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Phrasal RACE
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  • try out:
    use a machine briefly to determine how well it works. "I really like the way this car looks. May I try it out?"
  • run into:
    meet by chance. "Yesterday at the supermarket, Jan ran into her former roommate. Before yesterday, they hadn't seen each other for nearly five years."
  • put up with:
    tolerate. "It's really important to come to work on time. The boss won't put up with tardiness."
  • knock out:
    make unconscious. "That medicine really knocked me out. I slept for 14 hours straight!"
  • make up:
    invent imaginary information. "Judy's story is hard to believe. I'm sure she made it up."
  • turn around:
    move so that you are facing the opposite direction. "Everyone turned around and stared when I entered the meeting late."
  • turn up:
    appear unexpectedly. "We were all surprised when Pam turned up at the party. We didn't even know she was in town."
  • pick out:
    choose; select. "Billy's grandmother especially liked her birthday card because Billy had picked it out himself."
  • hold up:
    delay. "I'm sorry I'm late. There was an accident on the freeway and traffic held me up."
  • pull over:
    drive a vehicle to the side of the rode. "When the policeman indicated that I should pull over, I knew he was going to give me a ticket."
  • stand for:
    represent. "These letters seem to be an abbreviation. Do you know what they stand for?"
  • put off:
    postpone; delay; avoid. "I can't put this work off any longer. If I don't do it soon, it'll be impossible to finish it in time."
  • find out:
    learn, get information. "I'm sorry that you didn't know the meeting had been canceled. I didn't find out myself until just a few minutes ago."
  • break up:
    end a personal relationship. "I'm sorry to hear that their marriage broke up. I'm sure the divorce will be difficult for the children."
  • do over:
    do something again. "Oh, no! I forgot to save my report before I turned the computer off! Now I'll have to do it over!"
  • make fun of:
    make jokes about. "I agree that Bob looks ridiculous since he shaved his head, but don't make fun of him. You'll hurt his feelings."
  • get by:
    survive, financially, in a difficult situation. "It's going to be hard to pay the rent now that you've lost your job, but somehow we'll get by."
  • catch up with:
    stop being behind. "Terry stopped to rest for a few minutes. He'll catch up with us later."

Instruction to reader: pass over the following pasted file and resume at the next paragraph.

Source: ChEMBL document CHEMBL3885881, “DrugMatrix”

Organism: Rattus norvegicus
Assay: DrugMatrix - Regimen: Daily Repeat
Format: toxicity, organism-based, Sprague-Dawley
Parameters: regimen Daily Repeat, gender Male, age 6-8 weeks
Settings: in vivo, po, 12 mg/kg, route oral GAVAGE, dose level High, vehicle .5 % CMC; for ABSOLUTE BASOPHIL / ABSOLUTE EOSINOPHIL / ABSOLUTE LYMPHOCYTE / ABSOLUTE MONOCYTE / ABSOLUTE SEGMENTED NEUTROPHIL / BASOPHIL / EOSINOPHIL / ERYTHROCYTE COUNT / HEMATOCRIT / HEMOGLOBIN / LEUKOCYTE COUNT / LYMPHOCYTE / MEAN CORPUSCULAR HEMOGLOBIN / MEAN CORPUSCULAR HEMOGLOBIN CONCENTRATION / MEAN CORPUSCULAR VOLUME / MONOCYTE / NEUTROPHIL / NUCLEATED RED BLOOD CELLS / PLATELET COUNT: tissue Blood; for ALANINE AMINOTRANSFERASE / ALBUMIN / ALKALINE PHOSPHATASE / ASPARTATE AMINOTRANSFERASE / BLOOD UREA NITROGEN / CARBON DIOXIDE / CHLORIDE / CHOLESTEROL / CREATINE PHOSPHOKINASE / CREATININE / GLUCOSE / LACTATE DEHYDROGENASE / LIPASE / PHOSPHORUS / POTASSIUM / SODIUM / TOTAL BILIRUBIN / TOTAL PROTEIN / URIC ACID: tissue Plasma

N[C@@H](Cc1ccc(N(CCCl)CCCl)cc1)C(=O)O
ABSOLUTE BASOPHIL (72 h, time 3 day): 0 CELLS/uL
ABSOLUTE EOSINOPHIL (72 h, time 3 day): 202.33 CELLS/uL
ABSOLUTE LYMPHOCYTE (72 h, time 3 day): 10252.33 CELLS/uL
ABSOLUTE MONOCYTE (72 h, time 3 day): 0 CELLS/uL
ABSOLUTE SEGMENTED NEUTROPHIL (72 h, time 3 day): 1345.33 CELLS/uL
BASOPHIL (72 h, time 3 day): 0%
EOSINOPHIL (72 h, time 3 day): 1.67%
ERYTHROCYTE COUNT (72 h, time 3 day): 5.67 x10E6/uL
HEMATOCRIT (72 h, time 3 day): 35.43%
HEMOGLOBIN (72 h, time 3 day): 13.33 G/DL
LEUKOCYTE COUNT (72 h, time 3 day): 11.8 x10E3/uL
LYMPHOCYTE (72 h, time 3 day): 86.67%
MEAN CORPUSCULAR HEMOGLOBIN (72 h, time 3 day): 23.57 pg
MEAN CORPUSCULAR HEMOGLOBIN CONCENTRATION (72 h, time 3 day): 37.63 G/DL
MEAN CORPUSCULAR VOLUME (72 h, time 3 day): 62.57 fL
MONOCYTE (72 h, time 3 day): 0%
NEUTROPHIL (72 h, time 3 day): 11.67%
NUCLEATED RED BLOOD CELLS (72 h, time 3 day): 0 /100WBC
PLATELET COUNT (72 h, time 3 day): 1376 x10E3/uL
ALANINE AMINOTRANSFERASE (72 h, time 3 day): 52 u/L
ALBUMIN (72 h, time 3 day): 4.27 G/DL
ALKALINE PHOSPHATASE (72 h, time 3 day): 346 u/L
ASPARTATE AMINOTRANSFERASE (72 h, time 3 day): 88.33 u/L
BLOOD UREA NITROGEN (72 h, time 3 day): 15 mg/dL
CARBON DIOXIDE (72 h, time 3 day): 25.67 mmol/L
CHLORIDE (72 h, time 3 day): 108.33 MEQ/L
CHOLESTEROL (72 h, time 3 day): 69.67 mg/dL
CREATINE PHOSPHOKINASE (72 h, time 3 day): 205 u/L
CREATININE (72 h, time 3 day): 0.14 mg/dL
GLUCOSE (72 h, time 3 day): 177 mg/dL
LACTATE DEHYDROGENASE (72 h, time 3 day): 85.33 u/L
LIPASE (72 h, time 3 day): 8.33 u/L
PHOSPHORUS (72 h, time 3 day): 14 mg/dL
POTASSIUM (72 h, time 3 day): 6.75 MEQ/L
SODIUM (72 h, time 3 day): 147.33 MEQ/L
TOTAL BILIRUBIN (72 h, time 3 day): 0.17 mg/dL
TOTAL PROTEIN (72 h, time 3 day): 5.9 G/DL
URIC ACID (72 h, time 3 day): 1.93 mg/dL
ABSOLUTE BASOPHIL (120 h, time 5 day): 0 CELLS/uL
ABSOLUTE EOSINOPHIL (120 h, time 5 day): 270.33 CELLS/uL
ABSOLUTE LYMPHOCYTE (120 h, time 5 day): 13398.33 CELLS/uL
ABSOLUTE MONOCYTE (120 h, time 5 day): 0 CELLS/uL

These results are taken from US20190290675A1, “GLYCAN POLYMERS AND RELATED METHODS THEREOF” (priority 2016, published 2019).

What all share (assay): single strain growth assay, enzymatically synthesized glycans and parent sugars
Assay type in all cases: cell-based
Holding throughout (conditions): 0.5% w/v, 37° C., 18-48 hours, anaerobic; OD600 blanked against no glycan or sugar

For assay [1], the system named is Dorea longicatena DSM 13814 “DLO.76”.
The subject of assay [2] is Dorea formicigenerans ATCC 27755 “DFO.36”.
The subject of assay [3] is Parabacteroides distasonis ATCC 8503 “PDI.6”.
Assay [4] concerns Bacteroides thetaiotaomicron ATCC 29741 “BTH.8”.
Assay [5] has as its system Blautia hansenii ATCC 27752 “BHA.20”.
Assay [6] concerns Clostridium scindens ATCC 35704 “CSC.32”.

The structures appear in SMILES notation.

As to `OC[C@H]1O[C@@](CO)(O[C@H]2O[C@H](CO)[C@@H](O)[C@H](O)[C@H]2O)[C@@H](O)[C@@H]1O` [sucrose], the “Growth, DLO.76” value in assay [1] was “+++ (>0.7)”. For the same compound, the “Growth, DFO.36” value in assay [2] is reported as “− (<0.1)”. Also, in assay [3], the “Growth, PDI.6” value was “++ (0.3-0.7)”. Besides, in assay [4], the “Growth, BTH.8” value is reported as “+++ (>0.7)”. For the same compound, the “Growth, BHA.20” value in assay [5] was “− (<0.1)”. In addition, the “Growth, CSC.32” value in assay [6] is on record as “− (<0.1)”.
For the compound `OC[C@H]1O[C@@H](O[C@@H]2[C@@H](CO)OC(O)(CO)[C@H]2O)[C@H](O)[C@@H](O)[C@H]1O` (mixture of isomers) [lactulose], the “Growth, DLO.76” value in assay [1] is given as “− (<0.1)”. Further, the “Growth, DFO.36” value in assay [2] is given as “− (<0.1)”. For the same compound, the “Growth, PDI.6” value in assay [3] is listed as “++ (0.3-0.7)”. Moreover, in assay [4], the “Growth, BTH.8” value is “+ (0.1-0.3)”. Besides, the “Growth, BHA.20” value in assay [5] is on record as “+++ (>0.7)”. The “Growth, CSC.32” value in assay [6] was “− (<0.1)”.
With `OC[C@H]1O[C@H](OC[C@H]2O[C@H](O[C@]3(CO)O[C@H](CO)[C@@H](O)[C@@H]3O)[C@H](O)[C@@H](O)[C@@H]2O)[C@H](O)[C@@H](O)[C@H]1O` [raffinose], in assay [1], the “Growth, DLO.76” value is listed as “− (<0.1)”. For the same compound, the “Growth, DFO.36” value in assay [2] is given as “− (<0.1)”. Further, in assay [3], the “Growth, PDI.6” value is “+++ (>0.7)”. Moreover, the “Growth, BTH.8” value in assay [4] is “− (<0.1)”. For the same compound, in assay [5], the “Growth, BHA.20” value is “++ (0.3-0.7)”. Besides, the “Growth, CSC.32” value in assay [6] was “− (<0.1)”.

• work out:
    exercise to build muscles, body tone, etc. "Instead of eating lunch on Monday, Wednesday, and Friday, Sheila goes to the recreation center to work out."
  • eat out:
    have a meal in a restaurant. "I'm too tired to cook tonight. Why don't we eat out?"
  • pass out:
    faint; lose consciousness. "When Ella heard that she'd won a million dollars, she was so shocked that she passed out."
  • act up:
    misbehave (for people); not work properly (for machines). "The babysitter had a difficult time. The children acted up all evening."
  • hang up:
    end a phone conversation by replacing the receiver. "I'd like to talk longer, but I'd better hang up. My sister needs to make a call."
  • back off:
    not follow a threat. "Tom was ready to call the police when I told him I'd wrecked his car, but he backed off when I said I'd pay for the damages."
  • show up:
    arrive; appear. "The boss was very upset when you didn't show up for the meeting. What happened?"
  • mix up:
    cause to become confused. "I didn't complete the assignment because I didn't know how. The directions mixed me up
  • give up:
    stop doing something (usually a habit). "He knows smoking isn't good for his health, but he can't give it up."
  • burn up:
    cause someone to become very angry. "Did you hear how rudely Fred talked to me? That really burned me up!"
  • call off:
    cancel something that has been scheduled. "We don't have school today. The mayor called classes off because of the snow."
  • keep on:
    continue. "I'm not ready to stop yet. I think I'll keep on working for a while."
  • pick up:
    lift; take up. "Those books don't belong on the floor. Will you help me pick them up?"
  • add up:
    find the total. "What's the total of those bills? Could you add them up and see?"
  • blow up: